DW Drums Concrete Snare Drum
By Dendy Jarrett |
DW Drums Concrete Snare Drum
Concrete ... for real ...
by Dendy Jarrett
DW (Drum Workshop) began as a drum school in 1972, and in 1977 they purchased tooling from Camco Drum Co. to reintroduce the 5000 bass drum pedal. Since then, history has been made for 40+ years. They produce the majority of their drums at their facility and drum plant in Oxnard, California, and have become one of the world's top drum companies.
So imagine my first thought when I found out Drum Workshop (DW) was releasing a series of concrete snares…had they hit their heads on the concrete? Two questions came to mind — is it heavy, and how can concrete hold up on the road?
Interestingly, the "concrete" is really made from ground soapstone and a proprietary polymer mix. It's then cast into a seamless, extremely durable 5.5mm thick shell. As you would expect, the drum is heavy, but not as heavy as you might think. It would, however, rank in weight with DW’s Edge series, a bell brass shell or any stave snare drum. The bearing edge is cut at DW’s standard 45° with a slight back-cut.
The shells are poured and cured just like you would expect with concrete. Once cured, they're polished to a visually appealing natural satin luster. Because it's concrete, each shell has a unique appearance (as you might experience with custom wood types). The one I received reminded me of the results you would get if you sliced a granite rock in half: lots of surface characteristics. This guarantees you a “one of a kind” snare by default (like getting your very own signature snare).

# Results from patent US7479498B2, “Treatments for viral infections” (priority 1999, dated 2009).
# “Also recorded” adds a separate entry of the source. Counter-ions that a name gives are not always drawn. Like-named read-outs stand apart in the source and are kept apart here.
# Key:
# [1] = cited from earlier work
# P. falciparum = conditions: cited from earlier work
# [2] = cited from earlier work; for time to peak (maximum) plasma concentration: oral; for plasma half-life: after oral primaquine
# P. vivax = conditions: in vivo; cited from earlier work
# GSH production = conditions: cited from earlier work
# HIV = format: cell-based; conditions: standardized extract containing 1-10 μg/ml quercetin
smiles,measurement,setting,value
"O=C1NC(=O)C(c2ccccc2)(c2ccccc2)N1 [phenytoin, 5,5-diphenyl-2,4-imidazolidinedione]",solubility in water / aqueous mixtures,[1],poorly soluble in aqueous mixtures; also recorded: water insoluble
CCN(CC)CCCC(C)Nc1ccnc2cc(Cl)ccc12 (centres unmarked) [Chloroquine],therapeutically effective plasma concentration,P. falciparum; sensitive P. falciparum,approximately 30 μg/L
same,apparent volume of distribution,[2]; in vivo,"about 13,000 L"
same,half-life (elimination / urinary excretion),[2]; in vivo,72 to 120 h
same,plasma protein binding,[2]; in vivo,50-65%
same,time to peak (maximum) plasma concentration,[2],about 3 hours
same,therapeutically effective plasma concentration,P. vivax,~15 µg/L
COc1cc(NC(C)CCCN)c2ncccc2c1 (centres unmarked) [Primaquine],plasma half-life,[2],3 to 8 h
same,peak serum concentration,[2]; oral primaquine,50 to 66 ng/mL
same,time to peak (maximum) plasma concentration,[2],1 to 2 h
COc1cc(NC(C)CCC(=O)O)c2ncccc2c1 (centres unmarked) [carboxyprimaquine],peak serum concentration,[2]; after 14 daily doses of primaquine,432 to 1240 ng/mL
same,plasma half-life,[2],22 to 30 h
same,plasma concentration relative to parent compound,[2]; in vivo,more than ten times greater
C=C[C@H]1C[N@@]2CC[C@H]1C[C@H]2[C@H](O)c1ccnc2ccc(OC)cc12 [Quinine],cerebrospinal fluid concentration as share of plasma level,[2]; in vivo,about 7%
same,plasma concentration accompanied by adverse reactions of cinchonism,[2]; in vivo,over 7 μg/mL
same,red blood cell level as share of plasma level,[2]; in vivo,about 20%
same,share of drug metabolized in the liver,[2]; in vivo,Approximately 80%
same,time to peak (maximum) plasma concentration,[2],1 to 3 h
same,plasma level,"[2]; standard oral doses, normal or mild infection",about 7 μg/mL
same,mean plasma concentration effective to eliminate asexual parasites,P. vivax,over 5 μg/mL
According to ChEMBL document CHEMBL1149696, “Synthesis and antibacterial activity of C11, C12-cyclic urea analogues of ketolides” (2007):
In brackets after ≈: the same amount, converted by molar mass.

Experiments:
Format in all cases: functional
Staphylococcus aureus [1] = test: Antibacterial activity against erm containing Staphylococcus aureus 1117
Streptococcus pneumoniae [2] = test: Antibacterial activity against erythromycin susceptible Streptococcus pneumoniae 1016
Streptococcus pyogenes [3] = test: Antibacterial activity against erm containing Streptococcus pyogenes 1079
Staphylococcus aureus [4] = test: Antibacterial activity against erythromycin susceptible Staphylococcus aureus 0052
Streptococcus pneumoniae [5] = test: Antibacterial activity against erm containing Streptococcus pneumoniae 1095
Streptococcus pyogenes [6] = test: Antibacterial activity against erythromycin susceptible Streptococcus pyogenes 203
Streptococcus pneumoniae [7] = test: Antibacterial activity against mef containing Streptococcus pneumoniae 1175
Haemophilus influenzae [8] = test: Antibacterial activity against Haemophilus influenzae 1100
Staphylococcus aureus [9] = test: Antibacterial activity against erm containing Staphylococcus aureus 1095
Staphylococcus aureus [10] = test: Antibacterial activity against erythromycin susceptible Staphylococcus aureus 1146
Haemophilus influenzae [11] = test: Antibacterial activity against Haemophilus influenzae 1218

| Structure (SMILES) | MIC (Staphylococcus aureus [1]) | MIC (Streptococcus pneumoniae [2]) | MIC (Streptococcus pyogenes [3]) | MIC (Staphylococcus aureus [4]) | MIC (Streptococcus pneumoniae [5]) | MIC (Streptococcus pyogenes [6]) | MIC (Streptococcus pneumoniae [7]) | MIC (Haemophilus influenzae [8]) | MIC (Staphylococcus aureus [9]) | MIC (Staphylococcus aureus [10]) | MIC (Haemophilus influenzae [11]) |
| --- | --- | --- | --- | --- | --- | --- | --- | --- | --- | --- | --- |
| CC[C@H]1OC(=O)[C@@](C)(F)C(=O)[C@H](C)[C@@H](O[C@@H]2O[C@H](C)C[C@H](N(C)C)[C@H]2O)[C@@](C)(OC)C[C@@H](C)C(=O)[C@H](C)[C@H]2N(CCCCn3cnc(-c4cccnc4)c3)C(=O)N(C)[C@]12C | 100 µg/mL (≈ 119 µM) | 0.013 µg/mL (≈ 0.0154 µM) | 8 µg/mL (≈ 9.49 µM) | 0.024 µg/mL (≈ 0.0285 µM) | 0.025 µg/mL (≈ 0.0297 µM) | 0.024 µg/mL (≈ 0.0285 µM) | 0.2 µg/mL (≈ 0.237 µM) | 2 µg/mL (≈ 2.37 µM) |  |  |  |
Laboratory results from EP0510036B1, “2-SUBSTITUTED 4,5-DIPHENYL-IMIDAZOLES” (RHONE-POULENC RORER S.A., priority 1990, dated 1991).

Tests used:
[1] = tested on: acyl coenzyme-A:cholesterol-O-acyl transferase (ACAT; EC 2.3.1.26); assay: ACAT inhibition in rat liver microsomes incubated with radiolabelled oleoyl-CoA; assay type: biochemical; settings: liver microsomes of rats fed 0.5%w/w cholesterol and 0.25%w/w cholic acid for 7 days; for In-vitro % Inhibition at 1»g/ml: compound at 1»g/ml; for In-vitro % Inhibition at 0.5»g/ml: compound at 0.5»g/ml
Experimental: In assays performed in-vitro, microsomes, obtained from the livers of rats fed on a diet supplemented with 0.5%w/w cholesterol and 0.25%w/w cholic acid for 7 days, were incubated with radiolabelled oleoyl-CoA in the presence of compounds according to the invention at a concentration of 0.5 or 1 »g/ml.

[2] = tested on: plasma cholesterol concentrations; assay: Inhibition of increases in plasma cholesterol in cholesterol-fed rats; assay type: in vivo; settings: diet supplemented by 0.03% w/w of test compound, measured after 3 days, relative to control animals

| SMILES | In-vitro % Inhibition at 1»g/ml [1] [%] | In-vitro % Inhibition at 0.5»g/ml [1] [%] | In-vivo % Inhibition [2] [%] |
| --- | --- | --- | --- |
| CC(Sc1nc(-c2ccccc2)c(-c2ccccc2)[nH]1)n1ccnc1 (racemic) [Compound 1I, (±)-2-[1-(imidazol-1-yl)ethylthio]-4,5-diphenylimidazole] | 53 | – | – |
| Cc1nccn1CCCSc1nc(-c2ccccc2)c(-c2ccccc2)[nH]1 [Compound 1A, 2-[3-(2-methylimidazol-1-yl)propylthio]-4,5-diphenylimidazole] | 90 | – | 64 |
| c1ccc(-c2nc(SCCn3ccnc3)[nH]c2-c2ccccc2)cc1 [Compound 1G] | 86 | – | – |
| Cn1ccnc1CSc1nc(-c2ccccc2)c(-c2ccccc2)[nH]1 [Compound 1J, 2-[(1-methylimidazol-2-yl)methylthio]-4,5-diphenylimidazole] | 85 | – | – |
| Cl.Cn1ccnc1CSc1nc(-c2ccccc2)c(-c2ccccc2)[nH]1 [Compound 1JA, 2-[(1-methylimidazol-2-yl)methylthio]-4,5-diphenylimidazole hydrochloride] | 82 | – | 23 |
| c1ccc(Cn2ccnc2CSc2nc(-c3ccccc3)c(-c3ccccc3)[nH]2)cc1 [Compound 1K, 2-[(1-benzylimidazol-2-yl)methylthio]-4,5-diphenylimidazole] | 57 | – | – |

These concrete snare drums normally feature a satin hardware, but they recently added chrome hardware. The drum I received has the chrome, which I much prefer. The drum features DW’s True Tune hoops, and DW’s coated Ambassador by Remo — coated top, clear bottom.
The DW Concrete snare is offered in three sizes:
• 14” X 5.5”
• 14” X 6.5”
• 13” X 7”
A sound foundation
The drum I'm reviewing is the newly released 13”X7” drum. I have an old copper metal-shell snare drum this size, and it is a favorite.
My questions of weight and durability were answered, and the DW Concrete Snare passed with flying colors. Then came the question of sound. How could concrete (notorious for not being acoustically friendly) measure up? Could it make for a sound foundation?
I'm happy to report that this snare drum was amazing. The best description would be a hybrid sound of a great metal snare and the characteristics of wood all rolled into one. If I tuned this drum high (cranked it), the sound was curiously dry — I didn’t have to use any type of muffling or sound control. If I wanted the “ring” of metal, I simply played at the halfway point between dead center and the edge of the drum. I should point out that I've played the 14” concrete snares and they are drier in nature than the 13”. The 13” has a deeper shell, hence a bigger sound chamber. Some may prefer to dampen this.
The drum's volume was stunning. If you've ever played a true bell brass snare, you know how loud those drums can be. A bell brass drum would bow down before this concrete snare! It is (to quote John Good) “a shotgun.”
A pillar of success
The best way to describe this drum is “different,” which I mean in a good way. I am an open-minded person, but I did go into this review with some reservations, but his drum crushed those worries. The finish is extremely durable and will stand up to a constant jack hammering of drumsticks. The weight is, while heavy, not unreasonable.
I preferred the dry sound this drum produced and found it very appealing. If you are looking for LOUD, then this drum is the king. I came into this review wondering if concrete could make for a sound foundation. The conclusion is that the DW Concrete snare is a pillar of success.
To Purchase the DW Concrete Snare Drum: (Street Price around $768.85 - $850.00)
Dendy Jarrett is the Publisher and Director of Harmony Central. He has been heavily involved at the executive level in many aspects of the drum and percussion industry for over 25 years and has been a professional player since he was 16. His articles and product reviews have been featured in InTune Monthly, Gig Magazine, DRUM! and Modern Drummer Magazines.